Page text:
Monday, May 09, 2011

Harper. Time to Push Back.

Make hay while the sun shines.   So goes the old adage to never let a precious opportunity slip through your fingers because you never know when another will come along.

That pretty much sums up the spot Harper's majority has opened up for Enbridge and it's proposal to build a pipeline connecting the Athabasca Tar Sands to a supertanker oil port in Kitimat, B.C.   This is Big Oil's big chance and they know only the guy now in office can be counted on to pave their way.  It's no coincidence that, just one day after he won his majority, Harper went public dismissing the West Coast supertanker/pipeline opposition as something of an annoyance that would not be allowed to, "damage Western Canada."

If Harper understands one thing, it's not to squander an opportunity.  He also has the gift of shrewdness, the cunning to grasp the vulnerability of others.  All of these factors suggest but one conclusion:  that Enbridge, with Harper clearing the path of disorganized opposition, will be moving quickly to make the pipeline/oil port a fait accompli.

It seems that Harper may test his new majority muscle on this venture.  He has never had this political license and he probably will be eager to explore his imperial power on something so cherished by his benefactors.  It will also be something of a learning experience for Harper's opponents both within and beyond Parliament.   Can the environmental, progressive left and centre mobilize and effectively organize in order to push back?   Have we really been relegated to meaningless bickerers as I'm sure Harper believes?

There are some of us now seeking ways to rally and unite like-minded but sometimes disparate groups - environmental, First Nations, labour and political - to stand together against Harper, Big Oil and the governments of Alberta and British Columbia (to the extent they fall into Harper's camp).

The goal must be to inform and energize public opinion.   Anecdotal evidence suggests the public is woefully uninformed on this venture.   Most seem to think this is about shipping oil, not corrosive bitumen sludge alive with acids, toxins and heavy metals.   Few have any idea of what the loss of a tanker load of this vile product would mean for coastal British Columbia.   Few have a working knowledge of the treacherous waterways of Kitimat that pose a near constant hazard to navigation - strong currents, big tides, high winds, limited visibility - compounded by the standard shipping hazards of engine failures, loss of steering, fires and basic human error.

It may not be possible to stop the Harper/Enbridge juggernaut.  Big Oil is well positioned to make its supertanker port a reality.  But that doesn't render opposition moot or pointless.  There are several meaningful benefits to be had.  It is important to show the public that, having to choose between the security of the B.C. West Coast and Big Oil profits, Harper is solidly and entirely on the side of Enbridge.

It must also be recalled what this pipeline/tanker port project is really about.  It is intended to open a bitumen market to Asia that will allow Big Oil to jack the Americans on price.  The U.S. is already prepared to buy every drop of bitumen Alberta can send them.  Harper/Alberta/Big Oil are are happy to put British Columbia in real peril to ensure they get every last cent out of their sludge.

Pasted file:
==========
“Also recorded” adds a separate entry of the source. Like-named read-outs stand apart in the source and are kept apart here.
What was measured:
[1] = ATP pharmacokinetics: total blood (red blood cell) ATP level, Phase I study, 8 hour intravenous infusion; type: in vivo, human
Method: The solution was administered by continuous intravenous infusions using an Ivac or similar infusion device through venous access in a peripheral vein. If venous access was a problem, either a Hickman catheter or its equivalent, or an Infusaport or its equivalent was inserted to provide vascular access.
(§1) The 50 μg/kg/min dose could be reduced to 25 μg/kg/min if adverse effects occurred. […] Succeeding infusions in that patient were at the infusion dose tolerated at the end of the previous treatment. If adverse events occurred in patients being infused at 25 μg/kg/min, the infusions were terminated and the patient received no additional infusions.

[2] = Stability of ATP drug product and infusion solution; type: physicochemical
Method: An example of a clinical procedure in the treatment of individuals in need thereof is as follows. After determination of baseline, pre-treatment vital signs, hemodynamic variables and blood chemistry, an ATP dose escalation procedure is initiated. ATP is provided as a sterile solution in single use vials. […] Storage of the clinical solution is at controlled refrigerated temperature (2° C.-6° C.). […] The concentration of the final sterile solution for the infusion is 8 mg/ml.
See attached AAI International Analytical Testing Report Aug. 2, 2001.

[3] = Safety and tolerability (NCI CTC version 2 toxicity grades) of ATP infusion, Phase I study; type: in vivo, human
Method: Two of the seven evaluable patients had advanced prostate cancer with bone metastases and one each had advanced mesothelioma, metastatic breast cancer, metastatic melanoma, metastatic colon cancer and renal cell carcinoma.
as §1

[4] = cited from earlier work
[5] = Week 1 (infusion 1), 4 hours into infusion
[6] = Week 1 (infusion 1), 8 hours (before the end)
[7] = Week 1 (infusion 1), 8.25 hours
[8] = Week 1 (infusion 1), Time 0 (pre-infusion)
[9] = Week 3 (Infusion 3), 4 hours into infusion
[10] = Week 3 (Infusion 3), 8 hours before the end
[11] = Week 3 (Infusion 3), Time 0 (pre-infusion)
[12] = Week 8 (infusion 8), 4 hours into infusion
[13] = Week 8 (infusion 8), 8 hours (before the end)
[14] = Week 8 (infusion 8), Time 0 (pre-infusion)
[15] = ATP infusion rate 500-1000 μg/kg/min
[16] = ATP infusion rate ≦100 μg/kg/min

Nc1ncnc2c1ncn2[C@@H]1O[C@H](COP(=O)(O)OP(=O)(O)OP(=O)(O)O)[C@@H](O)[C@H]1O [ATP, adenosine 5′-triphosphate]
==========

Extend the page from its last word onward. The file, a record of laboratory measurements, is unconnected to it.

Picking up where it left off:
The Deepwater Horizon fiasco and tanker disasters like the Exxon Valdez stand as an object lesson on what can go wrong and what precautions are necessary for when it does.   There must be pre-positioned equipment; ready, highly trained crews; and even purpose-built ships on standby to be called into action immediately they're needed.   That is enormously expensive.  This pipeline/oil port venture is about one thing - profit.  That means Big Oil and its minion, Harper, will have every incentive to cut corners.   Public awareness of the hazards of bitumen and the pipeline/oil port is about the only way we'll have to force the TarHeads and their Petro-Pol pals on Parliament Hill to act responsibly.


karen said...

There is a group here, I think it is out of Prince George called Sea to Sand, doing various fund-raising benefits and speaking when it can. We also have a small grassroots collective organization that is standing against this project. Do you know of any other groups working on this?

The Mound of Sound said...

Hi Karen. I've been in touch with Hartley Bay and another First Nations band. The Gitga'at of Hartley Bay really need money and I'm hoping to use a couple of contacts I've made with CUPE, CLC, the Council of Canadians and similar organizations to see if they'll lend their influence and support behind the Gitga'at.

Troy Thomas, a member of the Secwepemc band from Salmon Arm, is looking into the 61 bands whose reserves will be affected by the pipeline.

The Mound of Sound said...

To finish up - what's badly needed is a powerful public information campaign. The BC public needs to be aware of what is actually being shipped, how dangerous that is and what would be the fallout of a tanker disaster.

Uncommoner said...

I hope you'll keep us updated on this (likely disastrous) pet project of the Harpercons.

I certainly don't have much faith in even-handed and honest reporting from the media with the Conservatives in power. Already the CBC seems to be drifting to the right.

Keeping an eye on any part of the Harper agenda is important, and the environmental disasters already afflicting Alberta could so easily be brought to the rest of the country if he isn't checked. Thanks again, for bringing this to my attention.

karen said...
This comment has been removed by a blog administrator.
Anonymous said...

I know you despise the NDP, but in the coming provincial elections, I think a vote for the BC Liberals will be a vote for the pipeline (and all their other damaging policies).

Anonymous said...